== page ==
Journal surprises

I’ve written before on the phenomenon of new journals. I’m particularly fascinated by the way that families of titles develop. In recent months we have seen Science Signaling out of the AAAS stable, EMBO Molecular Medicine from EMBO, and Nature Chemistry from Nature Publishing Group (NPG). The latter title is just the latest in a long stream from NPG. In the last 15 years the growth of the Nature brand has been remarkable. I remember the first issue of the curiously titled Bio/technology in 1983, and the relief when the title changed in 1996 to Nature Biotechnology with no punctuation marks. (I wonder if there have been any other journals with unusual punctuation in their titles?). By then Nature Genetics and Nature Medicine had appeared, so the family was well-established. But new Nature babies kept appearing, making us Librarians pray for the publishing equivalent of birth control. Just as we thought all subject areas had been covered then in 2000 NPG started the Nature Reviews series with another seven titles, followed a few years later by the Nature Clinical Protocols series, now in the process of being rebranded as Nature Reviews. One of my colleagues recalls how happy she was when in 2002 NPG launched a new non-biomedical title (_Nature Materials_)- at last an NPG title that she didn’t have to subscribe to!
The most remarkable thing about this family of Nature-branded journals – now 32 strong by my count – is that the publisher has maintained excellence across all these titles. The original brand is not diluted but rather enhanced by the extensions. Someone in Crinnan Towers clearly knows their business (and that’s Business with a capital $).
The latest news from NPG to reach my ears is that they planning another launch, this time not in a specialised field but bang in the centre of science. It’s to be called Nature Science, with a mission “to place before the general public the grand results of advancing science, serving society”. They will also make their first foray into social sciences with the launch of Nature Economics, “to take part in a severe contest between intelligence and ignorance, giving early information of all advances made in any branch of Natural knowledge”. These two will be closely followed by Nature Royal, probably a joint venture between NPG and the Royal Society but possibly a step downmarket in a NPG and Hello! link-up. A bit later down the road we may see a move into the market for mother and baby magazines with NeoNature Nurture.
From further afield I hear of counter launches from AAAS – bringing out Science Nature – and from Pearson – bringing out The Economical Naturist.
NPG are also continuing their strategy of innovations in emerging communications technology, with the launch of Nature Twitter, specially designed to be compatible with the new Nature Phone – the N-Phone. Meanwhile, a group of radical OA activists have announced their plans to send out each weekly issue of Nature as a series of tweets, one sentence at a time. They call this Twitter Nature, or Twitcher for short.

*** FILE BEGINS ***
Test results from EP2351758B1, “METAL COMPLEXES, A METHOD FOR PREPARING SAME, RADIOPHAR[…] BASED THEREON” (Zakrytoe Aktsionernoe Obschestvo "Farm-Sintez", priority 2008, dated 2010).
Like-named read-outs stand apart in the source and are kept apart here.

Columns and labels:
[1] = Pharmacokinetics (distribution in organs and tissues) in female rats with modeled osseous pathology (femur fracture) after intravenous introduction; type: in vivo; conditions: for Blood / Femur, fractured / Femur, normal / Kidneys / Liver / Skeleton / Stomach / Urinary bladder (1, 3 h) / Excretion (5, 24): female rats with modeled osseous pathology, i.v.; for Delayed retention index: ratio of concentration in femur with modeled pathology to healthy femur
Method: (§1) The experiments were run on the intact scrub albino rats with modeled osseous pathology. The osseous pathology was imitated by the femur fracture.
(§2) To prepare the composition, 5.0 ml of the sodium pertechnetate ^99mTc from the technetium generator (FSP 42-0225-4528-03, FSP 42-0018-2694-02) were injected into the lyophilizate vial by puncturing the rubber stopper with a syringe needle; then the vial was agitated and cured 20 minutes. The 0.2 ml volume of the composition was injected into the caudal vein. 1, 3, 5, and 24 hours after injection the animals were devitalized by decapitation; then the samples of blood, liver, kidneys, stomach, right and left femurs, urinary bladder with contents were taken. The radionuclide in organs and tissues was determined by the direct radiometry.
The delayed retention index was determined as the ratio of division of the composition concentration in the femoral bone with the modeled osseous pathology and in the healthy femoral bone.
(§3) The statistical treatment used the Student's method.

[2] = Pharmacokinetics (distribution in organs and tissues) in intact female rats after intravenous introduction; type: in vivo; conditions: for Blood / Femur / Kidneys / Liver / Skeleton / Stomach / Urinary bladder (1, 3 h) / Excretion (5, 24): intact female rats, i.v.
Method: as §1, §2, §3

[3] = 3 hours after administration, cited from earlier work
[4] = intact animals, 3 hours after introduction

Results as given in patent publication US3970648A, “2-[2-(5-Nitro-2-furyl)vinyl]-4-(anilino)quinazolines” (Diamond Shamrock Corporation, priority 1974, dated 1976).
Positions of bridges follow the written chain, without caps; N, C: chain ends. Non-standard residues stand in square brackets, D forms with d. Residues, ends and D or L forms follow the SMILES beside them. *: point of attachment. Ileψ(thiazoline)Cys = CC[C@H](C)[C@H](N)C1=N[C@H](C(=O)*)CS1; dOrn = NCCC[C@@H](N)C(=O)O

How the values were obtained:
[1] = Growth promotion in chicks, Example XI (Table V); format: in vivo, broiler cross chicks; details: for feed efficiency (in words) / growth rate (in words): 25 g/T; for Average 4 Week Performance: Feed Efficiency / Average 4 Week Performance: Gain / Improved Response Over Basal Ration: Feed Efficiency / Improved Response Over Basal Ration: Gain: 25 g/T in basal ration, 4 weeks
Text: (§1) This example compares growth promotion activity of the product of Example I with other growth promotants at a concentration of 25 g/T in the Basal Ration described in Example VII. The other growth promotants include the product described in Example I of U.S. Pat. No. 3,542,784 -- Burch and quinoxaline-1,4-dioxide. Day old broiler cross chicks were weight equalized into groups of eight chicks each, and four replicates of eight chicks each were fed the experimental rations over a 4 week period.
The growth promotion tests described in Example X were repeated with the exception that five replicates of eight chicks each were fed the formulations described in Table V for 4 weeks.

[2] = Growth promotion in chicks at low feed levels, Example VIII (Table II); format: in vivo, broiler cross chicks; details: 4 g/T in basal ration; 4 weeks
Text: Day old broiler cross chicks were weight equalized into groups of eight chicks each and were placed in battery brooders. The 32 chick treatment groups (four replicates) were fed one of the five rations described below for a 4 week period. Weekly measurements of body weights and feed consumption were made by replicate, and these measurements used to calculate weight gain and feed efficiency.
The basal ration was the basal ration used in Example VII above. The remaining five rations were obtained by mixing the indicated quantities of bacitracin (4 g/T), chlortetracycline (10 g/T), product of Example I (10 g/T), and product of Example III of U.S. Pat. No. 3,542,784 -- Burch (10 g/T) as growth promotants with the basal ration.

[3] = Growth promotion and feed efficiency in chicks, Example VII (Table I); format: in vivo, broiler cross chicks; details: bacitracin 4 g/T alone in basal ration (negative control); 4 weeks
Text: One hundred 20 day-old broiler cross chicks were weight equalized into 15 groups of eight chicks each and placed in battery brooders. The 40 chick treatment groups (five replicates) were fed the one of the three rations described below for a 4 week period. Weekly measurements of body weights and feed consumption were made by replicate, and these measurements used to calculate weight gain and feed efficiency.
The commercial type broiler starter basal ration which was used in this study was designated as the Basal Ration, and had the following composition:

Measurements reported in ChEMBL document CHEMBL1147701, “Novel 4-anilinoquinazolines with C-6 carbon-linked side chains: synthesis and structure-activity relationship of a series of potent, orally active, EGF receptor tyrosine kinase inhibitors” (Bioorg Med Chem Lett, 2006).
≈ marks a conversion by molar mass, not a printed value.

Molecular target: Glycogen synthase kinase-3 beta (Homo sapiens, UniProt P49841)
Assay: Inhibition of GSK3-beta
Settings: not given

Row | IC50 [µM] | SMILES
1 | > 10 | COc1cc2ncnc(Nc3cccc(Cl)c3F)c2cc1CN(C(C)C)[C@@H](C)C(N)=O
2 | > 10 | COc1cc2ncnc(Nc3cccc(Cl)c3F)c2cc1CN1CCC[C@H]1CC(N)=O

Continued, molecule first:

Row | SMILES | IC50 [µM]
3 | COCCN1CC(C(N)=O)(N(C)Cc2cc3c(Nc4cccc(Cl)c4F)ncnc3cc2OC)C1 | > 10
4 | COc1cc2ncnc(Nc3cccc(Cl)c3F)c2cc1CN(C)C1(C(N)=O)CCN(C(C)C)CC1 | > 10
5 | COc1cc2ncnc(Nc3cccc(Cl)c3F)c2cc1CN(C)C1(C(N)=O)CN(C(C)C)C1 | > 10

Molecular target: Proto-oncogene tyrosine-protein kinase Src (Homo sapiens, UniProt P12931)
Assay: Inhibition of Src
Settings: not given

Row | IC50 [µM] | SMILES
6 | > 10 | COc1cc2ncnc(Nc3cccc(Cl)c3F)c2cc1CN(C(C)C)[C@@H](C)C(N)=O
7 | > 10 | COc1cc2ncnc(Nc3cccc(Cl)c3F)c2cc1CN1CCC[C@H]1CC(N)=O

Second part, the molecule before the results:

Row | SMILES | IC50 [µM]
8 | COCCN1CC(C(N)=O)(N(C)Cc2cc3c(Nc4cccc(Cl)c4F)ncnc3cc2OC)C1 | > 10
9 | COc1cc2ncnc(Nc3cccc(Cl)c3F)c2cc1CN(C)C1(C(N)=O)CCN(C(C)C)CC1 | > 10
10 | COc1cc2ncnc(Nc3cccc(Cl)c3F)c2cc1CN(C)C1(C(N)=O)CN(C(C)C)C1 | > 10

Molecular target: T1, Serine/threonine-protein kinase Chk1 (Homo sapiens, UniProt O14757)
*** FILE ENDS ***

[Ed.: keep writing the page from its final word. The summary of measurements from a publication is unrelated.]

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And then I woke up, and took another paracetamol.

About Frank Norman

I am a librarian in a biomedical research institute. I've been around a few years, long enough to know that exciting new things fall into the same familiar patterns. I'm interested in navigating a path for libraries as we move further from print to electronic resources to open research, and become more embedded in research workflows.
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10 Responses to Journal surprises

  1. Henry Gee says:

    I did advance the idea of Nature Science Fiction that would compete head- to head with established SF titles such as Interzone, F&SF and Asimov’s. The idea was politely declined.
    My father, though, was very pleased when I joined Nature but disappointed when he found that it didn’t contain pictures of naked ladies cavorting healthily in the sunshine.

  2. Frank Norman says:

    I’m sure it could be arranged.

  3. Henry Gee says:

    I did receive a crank inappropriate submission from some chap who wanted to tell us all about the evolutionary importance of human secondary sexual characters. To support his manuscript (this was in the days when people mailed mss to the office) he included a copy of a luridly pneumatic porn mag – with three extra copies, one for each of the referees. I mailed the whole package back. All of it.

  4. Maxine Clarke says:

    My Nature Crime Fiction proposal is under consideration by the board of directors as I write. Henry, maybe we should collaborate: Proc Nature Fiction S and Proc Nature Fiction C?
    Great post, Frank – much better than the Guardian’s feeble attempt (newspapers to be replaced by Twitter). That is either not funny, or going to happen anyway, or obvious, or a combination.

  5. Frank Norman says:

    Maxine – thanks! I was a bit worried that NPG might object to my bowdlerisation of their mission statement.

  6. Henry Gee says:

    My Nature Crime Fiction proposal is under consideration by the board of directors as I write
    🙂

  7. Matt Brown says:

    I propose Nature erutaN to report palindromic gene sequences.

  8. Matt Brown says:

    By the way, that was me, logged in in my events-entering guise.

  9. Grace Baynes says:

    Frank, my heart actually stopped when I saw the first line of this. Then I read, and laughed very hard. This is brilliant.
    Please, please, I want a Twitcher!

  10. Frank Norman says:

    Grace – I’m glad you laughed. I hope I didn’t reveal too many of NPG’s secret plans.